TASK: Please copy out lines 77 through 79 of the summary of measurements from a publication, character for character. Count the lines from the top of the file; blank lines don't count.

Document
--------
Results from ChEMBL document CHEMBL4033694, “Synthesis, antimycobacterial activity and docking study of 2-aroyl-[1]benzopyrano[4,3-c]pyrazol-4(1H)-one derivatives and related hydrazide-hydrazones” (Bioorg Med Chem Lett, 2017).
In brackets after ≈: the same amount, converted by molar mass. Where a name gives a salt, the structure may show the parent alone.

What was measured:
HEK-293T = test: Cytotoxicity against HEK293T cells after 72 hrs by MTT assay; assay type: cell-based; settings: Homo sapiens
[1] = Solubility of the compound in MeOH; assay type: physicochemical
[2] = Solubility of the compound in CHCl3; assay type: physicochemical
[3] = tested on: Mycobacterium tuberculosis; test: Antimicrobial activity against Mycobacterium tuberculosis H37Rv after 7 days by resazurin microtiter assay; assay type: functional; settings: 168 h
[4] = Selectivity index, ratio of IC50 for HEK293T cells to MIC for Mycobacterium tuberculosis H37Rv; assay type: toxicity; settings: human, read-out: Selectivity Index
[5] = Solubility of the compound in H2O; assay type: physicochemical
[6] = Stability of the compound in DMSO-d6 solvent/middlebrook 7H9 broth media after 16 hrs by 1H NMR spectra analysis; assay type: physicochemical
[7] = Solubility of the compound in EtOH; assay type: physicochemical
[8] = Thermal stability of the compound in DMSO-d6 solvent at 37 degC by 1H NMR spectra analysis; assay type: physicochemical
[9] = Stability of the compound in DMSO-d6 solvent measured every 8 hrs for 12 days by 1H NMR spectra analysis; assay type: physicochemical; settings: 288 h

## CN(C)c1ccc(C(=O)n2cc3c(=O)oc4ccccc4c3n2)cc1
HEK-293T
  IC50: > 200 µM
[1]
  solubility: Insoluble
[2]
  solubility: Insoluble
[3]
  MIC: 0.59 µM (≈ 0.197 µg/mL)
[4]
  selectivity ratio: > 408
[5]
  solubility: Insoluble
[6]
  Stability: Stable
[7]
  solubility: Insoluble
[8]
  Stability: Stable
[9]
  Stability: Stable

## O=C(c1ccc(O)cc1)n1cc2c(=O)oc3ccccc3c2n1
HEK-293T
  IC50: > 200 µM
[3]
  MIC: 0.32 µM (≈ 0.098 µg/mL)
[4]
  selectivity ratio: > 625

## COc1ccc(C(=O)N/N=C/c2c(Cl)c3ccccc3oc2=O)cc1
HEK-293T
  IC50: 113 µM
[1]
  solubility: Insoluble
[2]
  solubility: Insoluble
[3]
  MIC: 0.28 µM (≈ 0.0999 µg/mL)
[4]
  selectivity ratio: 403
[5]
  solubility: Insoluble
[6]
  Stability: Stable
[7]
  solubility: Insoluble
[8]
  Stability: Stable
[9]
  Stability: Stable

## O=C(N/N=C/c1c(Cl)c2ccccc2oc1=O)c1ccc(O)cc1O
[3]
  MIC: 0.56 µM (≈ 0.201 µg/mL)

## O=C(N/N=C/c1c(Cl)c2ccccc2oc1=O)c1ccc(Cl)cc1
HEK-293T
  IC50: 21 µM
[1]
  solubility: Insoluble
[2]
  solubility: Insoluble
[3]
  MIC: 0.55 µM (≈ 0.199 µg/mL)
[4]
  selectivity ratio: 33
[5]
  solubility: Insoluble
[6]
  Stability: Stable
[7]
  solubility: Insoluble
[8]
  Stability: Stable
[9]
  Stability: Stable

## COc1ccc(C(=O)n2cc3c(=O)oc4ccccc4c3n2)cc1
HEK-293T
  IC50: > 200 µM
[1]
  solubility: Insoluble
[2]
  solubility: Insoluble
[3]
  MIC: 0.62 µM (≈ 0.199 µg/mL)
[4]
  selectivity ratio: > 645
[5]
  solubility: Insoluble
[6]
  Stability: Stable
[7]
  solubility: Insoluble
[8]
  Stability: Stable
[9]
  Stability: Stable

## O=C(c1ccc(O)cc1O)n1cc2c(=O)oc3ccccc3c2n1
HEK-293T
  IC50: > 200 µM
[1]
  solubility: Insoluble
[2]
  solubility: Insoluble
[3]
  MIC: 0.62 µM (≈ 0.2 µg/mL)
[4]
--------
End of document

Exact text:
[5]
  solubility: Insoluble
[6]